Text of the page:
License to improv

License to improv

Whatever you think of classical music, Mozart and even Beethoven were improvising too, specifically during solos:

It is believed that Mozart improvised his own cadenzas at concerts. …. This place in his scores was always left blank, with a fermata (pause sign) over the six-four chord, leaving the choice of what to play to the performer’s discretion.

So why is his music written down at all?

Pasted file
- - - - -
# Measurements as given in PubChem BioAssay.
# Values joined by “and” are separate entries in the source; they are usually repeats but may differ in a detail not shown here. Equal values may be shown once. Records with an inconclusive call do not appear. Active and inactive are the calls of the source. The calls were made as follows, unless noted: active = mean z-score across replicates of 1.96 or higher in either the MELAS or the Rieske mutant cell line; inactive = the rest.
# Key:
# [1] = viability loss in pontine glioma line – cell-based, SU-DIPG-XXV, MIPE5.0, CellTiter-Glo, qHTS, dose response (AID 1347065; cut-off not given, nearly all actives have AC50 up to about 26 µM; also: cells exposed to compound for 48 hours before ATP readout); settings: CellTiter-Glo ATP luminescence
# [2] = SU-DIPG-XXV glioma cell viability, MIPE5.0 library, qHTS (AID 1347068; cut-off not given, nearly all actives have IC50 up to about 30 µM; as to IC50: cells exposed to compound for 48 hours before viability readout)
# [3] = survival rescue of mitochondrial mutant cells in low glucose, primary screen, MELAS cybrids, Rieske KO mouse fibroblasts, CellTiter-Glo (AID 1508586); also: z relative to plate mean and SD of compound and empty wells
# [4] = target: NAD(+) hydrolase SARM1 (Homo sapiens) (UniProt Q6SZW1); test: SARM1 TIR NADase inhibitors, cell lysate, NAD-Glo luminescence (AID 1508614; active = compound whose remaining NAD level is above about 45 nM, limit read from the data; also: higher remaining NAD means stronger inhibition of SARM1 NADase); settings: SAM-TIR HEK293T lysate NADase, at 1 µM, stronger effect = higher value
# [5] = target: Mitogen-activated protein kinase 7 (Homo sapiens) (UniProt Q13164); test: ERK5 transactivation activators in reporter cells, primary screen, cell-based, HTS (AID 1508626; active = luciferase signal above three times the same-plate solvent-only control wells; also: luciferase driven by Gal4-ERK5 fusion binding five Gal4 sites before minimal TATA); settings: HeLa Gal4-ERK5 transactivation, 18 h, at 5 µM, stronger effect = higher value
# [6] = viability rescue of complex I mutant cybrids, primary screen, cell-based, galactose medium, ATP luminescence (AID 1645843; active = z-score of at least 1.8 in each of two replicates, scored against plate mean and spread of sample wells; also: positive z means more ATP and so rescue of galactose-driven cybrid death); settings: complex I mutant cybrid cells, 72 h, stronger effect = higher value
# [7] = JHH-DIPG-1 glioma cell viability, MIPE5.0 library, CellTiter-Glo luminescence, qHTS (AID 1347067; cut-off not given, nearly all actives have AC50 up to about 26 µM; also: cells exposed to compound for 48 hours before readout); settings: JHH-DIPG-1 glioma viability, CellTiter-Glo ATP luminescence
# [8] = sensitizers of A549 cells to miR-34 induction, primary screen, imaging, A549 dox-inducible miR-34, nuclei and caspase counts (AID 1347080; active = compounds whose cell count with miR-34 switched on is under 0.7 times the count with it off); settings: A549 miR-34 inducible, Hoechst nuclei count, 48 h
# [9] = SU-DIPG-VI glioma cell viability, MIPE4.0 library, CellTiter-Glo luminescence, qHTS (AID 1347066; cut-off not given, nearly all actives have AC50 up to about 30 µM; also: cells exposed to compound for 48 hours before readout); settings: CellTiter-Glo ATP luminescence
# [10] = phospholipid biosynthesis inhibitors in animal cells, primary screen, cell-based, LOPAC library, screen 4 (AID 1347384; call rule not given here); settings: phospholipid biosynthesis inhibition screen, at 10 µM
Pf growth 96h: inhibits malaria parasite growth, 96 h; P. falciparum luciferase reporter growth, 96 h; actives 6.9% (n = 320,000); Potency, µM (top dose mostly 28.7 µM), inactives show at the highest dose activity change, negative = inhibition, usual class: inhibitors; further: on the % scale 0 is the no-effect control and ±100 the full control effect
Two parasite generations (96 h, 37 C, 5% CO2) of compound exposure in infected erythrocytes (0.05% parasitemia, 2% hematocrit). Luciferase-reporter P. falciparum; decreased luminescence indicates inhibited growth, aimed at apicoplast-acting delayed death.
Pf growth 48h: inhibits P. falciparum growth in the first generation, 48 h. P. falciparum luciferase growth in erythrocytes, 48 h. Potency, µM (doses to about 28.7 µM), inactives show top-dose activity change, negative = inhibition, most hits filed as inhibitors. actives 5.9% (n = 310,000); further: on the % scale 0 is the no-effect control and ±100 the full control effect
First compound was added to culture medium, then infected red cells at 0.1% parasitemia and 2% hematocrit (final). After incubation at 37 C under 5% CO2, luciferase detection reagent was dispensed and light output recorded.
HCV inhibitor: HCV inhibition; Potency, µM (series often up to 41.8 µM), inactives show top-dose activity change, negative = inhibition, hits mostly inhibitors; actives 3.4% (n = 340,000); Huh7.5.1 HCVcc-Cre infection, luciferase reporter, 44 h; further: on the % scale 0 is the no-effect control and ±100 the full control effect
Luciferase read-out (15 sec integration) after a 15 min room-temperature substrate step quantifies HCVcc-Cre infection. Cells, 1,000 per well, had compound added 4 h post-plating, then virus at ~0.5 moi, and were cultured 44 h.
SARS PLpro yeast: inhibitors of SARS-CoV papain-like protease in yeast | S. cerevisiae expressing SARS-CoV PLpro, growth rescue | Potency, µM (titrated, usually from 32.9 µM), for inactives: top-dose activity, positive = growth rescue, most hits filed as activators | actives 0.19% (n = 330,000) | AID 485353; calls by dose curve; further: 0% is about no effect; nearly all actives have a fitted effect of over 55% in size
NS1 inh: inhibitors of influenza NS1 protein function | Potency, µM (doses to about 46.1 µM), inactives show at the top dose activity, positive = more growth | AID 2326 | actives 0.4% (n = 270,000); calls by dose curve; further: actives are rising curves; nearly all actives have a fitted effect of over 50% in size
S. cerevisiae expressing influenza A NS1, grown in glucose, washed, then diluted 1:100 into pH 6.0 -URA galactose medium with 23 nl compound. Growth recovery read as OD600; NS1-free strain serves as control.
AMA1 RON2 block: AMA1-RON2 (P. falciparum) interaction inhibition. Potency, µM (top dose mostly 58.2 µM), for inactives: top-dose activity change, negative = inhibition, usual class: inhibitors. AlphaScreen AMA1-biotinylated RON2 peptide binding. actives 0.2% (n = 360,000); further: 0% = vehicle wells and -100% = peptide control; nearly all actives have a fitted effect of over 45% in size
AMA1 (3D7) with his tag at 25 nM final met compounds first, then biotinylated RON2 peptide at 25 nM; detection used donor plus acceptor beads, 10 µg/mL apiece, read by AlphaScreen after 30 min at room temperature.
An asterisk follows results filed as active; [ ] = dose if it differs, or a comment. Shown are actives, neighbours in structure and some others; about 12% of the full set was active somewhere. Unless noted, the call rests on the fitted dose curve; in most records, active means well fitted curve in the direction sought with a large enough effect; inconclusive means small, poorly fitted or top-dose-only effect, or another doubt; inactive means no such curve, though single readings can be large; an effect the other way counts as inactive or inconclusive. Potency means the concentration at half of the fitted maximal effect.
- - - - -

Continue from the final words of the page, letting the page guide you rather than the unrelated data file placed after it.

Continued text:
We could easily have remained ignorant of what sort of thing Mozart himself did in his solo concerti when the cadenza moment hove into view. But fortunately for us, Mozart’s students didn’t share his improvisational gifts, and so, when a pupil of his was going to play one of his concerti, Mozart accommodatingly wrote out an improvisatory-sounding cadenza for him or her (usually it was her) to use.

At these times, the “composer and the soloist were usually the same person, the requirement to provide the latter with an opportunity to show off was no great imposition on the former.” If the creator and the consumer, or the designer and the audience, are the same person or closely aligned, does that give one more license to improvise?